1. The changes in the glycogen content of different parts of the brain have been studied in mice in relation to the behaviour of these animals.
2. Increases in glycogen content have been demonstrated after a jump, a fall, after the righting reaction accompanying a fall, and after aggressive behaviour has been shown in a fight.
3. No increase has been demonstrated during sleep, after running or walking, or after defensive behaviour in a fight.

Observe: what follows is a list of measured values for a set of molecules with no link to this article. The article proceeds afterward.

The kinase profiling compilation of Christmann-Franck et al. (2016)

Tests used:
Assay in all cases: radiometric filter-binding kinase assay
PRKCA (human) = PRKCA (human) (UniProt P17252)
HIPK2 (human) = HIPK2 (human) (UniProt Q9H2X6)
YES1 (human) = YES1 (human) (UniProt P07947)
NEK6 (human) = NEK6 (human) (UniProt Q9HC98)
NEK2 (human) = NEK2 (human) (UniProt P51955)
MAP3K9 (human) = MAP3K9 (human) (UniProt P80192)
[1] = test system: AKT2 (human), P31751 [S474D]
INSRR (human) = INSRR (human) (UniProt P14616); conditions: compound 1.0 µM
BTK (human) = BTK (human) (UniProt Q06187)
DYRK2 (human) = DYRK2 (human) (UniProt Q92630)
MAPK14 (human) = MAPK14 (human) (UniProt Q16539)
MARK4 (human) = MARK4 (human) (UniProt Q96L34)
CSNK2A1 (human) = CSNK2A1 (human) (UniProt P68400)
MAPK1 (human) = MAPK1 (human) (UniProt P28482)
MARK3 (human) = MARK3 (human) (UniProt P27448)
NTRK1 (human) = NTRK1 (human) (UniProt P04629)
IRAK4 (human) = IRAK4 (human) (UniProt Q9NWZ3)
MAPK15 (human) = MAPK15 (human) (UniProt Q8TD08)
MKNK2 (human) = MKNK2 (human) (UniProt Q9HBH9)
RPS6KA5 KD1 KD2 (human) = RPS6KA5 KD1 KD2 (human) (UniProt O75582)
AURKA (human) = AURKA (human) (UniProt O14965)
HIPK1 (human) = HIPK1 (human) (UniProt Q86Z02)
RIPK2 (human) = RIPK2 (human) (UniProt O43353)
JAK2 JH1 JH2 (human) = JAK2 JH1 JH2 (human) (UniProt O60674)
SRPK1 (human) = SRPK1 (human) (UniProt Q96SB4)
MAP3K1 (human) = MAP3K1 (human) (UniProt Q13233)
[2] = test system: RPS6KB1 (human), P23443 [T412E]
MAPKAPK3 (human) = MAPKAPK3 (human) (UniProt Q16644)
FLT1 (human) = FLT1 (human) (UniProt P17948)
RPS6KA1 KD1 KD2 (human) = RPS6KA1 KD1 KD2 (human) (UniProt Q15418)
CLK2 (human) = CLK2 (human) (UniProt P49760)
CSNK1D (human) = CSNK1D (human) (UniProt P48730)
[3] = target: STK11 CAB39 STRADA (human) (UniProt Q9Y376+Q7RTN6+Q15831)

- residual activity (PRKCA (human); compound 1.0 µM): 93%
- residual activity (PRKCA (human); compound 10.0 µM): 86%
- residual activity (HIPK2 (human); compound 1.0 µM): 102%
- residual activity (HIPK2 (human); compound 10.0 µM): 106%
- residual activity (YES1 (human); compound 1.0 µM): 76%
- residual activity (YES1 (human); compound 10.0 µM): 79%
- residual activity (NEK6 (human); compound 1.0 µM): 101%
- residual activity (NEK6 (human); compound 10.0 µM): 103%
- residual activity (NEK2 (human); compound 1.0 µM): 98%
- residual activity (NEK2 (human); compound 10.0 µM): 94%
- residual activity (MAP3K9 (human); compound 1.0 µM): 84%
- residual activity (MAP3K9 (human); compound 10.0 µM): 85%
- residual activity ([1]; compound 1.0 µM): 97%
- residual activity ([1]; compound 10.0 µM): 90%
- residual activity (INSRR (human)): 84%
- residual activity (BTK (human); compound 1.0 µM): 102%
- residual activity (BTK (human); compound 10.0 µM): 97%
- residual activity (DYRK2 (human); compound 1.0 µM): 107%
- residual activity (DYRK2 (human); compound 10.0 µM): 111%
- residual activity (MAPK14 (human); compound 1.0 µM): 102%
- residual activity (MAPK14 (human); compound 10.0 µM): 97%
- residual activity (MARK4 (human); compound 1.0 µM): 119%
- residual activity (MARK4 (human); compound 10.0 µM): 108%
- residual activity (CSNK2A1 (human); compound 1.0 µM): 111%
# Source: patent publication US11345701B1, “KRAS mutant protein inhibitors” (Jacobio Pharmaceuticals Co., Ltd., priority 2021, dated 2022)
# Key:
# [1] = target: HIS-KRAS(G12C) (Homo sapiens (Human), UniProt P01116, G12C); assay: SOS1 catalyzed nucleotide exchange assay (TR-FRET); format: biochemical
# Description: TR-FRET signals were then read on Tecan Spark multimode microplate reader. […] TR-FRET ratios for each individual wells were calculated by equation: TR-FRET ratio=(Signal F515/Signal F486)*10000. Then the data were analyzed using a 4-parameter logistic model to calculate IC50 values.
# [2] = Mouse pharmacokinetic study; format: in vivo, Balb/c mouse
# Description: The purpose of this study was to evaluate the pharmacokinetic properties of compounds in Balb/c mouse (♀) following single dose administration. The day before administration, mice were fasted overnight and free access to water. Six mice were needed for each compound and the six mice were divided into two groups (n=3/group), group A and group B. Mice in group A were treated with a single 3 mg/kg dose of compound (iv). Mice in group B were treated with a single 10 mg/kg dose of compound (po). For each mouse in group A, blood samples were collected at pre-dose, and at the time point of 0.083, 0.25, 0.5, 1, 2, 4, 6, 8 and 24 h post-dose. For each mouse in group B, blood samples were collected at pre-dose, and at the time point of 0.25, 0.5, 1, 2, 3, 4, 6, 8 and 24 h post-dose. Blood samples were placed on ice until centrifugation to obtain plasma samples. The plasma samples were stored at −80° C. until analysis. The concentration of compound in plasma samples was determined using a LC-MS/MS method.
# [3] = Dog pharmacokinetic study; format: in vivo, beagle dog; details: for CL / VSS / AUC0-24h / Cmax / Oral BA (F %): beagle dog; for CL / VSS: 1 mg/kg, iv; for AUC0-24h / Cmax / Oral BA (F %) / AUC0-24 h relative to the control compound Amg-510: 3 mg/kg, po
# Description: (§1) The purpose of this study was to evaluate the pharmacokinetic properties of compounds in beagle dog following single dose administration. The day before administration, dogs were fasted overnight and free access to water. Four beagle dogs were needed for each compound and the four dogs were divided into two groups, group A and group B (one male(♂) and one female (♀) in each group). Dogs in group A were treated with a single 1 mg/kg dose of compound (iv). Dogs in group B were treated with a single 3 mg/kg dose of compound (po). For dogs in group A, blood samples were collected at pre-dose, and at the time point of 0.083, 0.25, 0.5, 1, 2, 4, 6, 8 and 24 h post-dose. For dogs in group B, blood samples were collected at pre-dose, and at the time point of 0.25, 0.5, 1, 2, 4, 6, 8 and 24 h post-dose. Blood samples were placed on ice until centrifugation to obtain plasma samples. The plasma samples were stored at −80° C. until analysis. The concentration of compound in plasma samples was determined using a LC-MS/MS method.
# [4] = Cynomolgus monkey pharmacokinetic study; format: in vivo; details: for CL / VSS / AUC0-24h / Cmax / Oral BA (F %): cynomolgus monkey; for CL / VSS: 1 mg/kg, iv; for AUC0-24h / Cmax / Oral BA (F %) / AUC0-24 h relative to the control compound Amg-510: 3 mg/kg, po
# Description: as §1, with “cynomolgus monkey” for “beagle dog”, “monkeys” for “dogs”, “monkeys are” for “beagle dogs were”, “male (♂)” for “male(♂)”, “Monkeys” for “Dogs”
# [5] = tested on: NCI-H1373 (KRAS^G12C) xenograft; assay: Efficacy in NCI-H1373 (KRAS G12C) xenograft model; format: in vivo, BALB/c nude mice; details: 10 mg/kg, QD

4. It was shown earlier that external stimulation must reach convulsive intensity to produce an increase in brain glycogen, and it is suggested that the particular forms of normal behaviour associated with increase in brain glycogen involve a ‘convulsive’ type of brain activity.
‘Convulsive’ in this context may mean either a disturbance of the metabolism in some or all of the brain cells, or alternatively the mobilization of cell populations for simultaneous, and probably rapid, discharge. At present there is no evidence to suggest whether either or both of these possibilities are involved.